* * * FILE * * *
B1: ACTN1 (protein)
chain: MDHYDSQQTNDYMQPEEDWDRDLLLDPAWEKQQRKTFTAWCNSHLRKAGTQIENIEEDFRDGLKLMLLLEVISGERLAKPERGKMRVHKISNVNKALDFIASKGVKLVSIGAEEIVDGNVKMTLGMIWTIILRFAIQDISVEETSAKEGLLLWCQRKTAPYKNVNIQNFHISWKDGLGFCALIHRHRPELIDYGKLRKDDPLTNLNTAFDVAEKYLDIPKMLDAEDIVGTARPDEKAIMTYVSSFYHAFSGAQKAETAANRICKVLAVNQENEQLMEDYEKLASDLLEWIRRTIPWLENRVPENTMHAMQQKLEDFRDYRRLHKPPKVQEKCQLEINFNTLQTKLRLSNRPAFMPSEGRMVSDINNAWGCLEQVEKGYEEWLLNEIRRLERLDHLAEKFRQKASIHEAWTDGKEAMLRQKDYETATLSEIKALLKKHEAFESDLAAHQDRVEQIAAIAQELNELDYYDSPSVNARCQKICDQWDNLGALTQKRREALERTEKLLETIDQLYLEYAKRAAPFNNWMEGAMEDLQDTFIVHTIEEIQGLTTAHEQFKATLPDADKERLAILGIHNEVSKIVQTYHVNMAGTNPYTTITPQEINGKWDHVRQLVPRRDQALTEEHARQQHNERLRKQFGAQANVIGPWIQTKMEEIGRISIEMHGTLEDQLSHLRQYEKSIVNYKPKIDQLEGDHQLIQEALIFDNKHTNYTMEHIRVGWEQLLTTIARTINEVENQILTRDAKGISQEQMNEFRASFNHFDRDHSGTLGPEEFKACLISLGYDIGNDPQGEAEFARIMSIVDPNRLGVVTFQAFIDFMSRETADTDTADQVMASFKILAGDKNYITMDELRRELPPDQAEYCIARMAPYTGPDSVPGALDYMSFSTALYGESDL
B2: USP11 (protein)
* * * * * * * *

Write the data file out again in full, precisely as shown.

B1: ACTN1 (protein)
chain: MDHYDSQQTNDYMQPEEDWDRDLLLDPAWEKQQRKTFTAWCNSHLRKAGTQIENIEEDFRDGLKLMLLLEVISGERLAKPERGKMRVHKISNVNKALDFIASKGVKLVSIGAEEIVDGNVKMTLGMIWTIILRFAIQDISVEETSAKEGLLLWCQRKTAPYKNVNIQNFHISWKDGLGFCALIHRHRPELIDYGKLRKDDPLTNLNTAFDVAEKYLDIPKMLDAEDIVGTARPDEKAIMTYVSSFYHAFSGAQKAETAANRICKVLAVNQENEQLMEDYEKLASDLLEWIRRTIPWLENRVPENTMHAMQQKLEDFRDYRRLHKPPKVQEKCQLEINFNTLQTKLRLSNRPAFMPSEGRMVSDINNAWGCLEQVEKGYEEWLLNEIRRLERLDHLAEKFRQKASIHEAWTDGKEAMLRQKDYETATLSEIKALLKKHEAFESDLAAHQDRVEQIAAIAQELNELDYYDSPSVNARCQKICDQWDNLGALTQKRREALERTEKLLETIDQLYLEYAKRAAPFNNWMEGAMEDLQDTFIVHTIEEIQGLTTAHEQFKATLPDADKERLAILGIHNEVSKIVQTYHVNMAGTNPYTTITPQEINGKWDHVRQLVPRRDQALTEEHARQQHNERLRKQFGAQANVIGPWIQTKMEEIGRISIEMHGTLEDQLSHLRQYEKSIVNYKPKIDQLEGDHQLIQEALIFDNKHTNYTMEHIRVGWEQLLTTIARTINEVENQILTRDAKGISQEQMNEFRASFNHFDRDHSGTLGPEEFKACLISLGYDIGNDPQGEAEFARIMSIVDPNRLGVVTFQAFIDFMSRETADTDTADQVMASFKILAGDKNYITMDELRRELPPDQAEYCIARMAPYTGPDSVPGALDYMSFSTALYGESDL
B2: USP11 (protein)